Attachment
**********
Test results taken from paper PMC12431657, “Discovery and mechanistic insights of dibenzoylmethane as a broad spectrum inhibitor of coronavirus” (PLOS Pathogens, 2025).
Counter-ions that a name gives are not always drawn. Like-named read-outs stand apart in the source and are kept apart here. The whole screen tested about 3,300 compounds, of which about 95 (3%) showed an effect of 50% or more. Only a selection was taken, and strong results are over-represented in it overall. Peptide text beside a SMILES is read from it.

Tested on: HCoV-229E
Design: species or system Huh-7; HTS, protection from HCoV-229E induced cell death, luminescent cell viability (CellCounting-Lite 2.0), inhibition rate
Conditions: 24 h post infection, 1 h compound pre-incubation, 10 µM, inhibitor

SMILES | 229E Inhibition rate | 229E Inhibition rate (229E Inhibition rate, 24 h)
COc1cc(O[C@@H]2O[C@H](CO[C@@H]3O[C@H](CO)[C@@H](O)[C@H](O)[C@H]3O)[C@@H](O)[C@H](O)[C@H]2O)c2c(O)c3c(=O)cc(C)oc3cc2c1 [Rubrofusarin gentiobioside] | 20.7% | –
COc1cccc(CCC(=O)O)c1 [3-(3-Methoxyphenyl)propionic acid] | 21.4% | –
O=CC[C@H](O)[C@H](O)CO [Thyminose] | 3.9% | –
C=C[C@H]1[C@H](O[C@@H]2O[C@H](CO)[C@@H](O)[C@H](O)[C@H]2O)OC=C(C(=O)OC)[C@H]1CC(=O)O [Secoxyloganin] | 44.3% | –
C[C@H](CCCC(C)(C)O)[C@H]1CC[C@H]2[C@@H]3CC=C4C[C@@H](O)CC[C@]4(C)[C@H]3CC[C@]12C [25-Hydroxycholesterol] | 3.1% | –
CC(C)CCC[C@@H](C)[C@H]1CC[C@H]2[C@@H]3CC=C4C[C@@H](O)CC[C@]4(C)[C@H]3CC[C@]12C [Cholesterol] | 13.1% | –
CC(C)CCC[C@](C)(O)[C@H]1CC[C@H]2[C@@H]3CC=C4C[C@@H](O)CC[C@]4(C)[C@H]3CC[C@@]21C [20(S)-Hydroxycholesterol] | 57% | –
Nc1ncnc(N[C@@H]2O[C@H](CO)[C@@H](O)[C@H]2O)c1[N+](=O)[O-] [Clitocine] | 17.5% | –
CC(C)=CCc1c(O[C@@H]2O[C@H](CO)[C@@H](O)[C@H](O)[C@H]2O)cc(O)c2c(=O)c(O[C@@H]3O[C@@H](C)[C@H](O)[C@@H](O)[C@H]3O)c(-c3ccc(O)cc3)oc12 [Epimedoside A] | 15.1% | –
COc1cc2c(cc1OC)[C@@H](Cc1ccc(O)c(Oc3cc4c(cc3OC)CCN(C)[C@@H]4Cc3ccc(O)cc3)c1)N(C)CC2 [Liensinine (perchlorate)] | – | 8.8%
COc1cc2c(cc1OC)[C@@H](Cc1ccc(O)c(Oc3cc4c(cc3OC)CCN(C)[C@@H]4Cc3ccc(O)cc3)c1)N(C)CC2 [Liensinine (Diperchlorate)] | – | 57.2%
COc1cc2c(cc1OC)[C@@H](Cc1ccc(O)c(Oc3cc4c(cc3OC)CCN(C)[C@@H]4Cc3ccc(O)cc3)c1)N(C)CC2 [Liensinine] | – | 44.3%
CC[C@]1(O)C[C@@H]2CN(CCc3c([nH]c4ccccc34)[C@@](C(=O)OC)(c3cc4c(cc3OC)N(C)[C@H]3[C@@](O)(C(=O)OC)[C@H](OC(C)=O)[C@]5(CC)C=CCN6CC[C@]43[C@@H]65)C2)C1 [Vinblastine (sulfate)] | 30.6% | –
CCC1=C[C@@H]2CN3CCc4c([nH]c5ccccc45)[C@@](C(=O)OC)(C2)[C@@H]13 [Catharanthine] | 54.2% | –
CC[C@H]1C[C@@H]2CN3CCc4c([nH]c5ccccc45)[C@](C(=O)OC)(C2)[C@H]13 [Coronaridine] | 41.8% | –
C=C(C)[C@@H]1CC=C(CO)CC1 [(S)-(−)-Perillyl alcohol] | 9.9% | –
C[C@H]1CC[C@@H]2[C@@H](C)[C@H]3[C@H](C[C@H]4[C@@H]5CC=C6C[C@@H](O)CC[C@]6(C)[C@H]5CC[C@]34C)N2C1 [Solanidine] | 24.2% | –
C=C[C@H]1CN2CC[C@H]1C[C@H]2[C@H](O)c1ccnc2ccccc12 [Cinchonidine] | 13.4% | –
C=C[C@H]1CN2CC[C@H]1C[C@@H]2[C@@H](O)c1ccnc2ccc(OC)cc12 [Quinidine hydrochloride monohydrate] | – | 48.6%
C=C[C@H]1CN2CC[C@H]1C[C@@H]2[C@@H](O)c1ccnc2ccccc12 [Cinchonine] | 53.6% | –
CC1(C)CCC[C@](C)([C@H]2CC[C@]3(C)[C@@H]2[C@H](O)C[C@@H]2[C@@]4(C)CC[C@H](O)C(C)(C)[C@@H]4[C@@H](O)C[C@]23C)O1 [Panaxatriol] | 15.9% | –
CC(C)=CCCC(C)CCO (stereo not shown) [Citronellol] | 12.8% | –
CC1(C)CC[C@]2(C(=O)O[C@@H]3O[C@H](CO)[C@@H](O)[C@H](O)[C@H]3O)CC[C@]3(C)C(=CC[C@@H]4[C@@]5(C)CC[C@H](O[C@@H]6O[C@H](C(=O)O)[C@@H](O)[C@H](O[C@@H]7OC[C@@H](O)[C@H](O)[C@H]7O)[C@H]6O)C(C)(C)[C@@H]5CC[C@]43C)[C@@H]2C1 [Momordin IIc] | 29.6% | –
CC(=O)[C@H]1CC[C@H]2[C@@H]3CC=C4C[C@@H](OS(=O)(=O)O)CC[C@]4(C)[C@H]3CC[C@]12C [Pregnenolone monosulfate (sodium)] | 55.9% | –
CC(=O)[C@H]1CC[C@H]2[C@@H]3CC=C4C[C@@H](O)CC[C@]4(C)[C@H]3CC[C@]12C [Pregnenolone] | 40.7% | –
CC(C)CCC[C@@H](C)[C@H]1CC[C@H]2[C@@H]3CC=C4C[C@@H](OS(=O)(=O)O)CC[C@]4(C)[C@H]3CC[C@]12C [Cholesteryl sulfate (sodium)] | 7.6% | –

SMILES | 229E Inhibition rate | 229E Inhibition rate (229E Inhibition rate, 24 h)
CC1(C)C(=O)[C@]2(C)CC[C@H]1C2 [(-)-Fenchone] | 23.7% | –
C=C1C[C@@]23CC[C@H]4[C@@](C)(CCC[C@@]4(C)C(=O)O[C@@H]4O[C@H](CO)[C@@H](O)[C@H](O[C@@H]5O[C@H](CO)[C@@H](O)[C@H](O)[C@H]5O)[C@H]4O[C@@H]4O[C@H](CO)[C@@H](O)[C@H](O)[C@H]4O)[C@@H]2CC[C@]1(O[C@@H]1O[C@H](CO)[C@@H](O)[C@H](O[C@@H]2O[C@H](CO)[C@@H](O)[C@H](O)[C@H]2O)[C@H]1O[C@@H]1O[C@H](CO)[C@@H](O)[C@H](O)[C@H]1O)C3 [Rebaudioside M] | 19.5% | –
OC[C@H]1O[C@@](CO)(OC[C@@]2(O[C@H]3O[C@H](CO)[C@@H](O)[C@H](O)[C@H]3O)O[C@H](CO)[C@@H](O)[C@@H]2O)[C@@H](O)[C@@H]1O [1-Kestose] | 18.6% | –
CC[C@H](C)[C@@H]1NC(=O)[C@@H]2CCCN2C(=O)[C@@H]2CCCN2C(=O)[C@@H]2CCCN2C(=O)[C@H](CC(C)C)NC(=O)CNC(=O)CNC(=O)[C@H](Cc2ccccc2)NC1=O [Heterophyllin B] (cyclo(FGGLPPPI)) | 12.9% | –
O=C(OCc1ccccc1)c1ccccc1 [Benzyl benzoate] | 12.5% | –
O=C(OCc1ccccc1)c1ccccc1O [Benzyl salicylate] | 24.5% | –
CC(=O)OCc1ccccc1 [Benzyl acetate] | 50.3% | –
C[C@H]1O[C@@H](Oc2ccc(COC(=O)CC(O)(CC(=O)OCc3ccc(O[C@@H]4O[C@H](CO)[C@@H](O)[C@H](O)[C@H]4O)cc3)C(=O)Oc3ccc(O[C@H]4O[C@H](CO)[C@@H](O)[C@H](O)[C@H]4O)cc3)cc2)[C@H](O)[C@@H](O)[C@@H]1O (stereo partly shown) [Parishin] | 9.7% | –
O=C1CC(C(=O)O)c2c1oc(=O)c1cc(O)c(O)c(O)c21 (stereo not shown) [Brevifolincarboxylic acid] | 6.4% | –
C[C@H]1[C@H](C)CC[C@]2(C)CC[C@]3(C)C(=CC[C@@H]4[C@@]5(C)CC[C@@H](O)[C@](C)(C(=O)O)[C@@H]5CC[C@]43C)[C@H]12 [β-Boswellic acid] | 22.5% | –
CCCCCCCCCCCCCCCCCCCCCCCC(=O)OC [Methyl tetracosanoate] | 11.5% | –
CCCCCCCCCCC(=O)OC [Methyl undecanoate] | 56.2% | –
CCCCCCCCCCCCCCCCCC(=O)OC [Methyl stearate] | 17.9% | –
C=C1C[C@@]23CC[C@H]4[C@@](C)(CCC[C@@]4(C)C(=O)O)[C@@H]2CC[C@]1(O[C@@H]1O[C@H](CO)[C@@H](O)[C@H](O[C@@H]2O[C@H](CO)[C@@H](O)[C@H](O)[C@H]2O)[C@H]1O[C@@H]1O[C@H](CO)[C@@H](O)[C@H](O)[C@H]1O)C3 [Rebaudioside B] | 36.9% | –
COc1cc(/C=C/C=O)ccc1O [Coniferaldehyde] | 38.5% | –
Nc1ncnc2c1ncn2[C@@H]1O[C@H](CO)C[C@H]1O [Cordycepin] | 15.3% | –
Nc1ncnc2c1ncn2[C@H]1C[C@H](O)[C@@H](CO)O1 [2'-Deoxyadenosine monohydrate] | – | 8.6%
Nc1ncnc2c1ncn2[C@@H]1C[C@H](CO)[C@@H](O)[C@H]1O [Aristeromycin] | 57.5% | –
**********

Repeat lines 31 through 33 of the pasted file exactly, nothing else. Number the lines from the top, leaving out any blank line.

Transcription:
CC(=O)[C@H]1CC[C@H]2[C@@H]3CC=C4C[C@@H](O)CC[C@]4(C)[C@H]3CC[C@]12C [Pregnenolone] | 40.7% | –
CC(C)CCC[C@@H](C)[C@H]1CC[C@H]2[C@@H]3CC=C4C[C@@H](OS(=O)(=O)O)CC[C@]4(C)[C@H]3CC[C@]12C [Cholesteryl sulfate (sodium)] | 7.6% | –

SMILES | 229E Inhibition rate | 229E Inhibition rate (229E Inhibition rate, 24 h)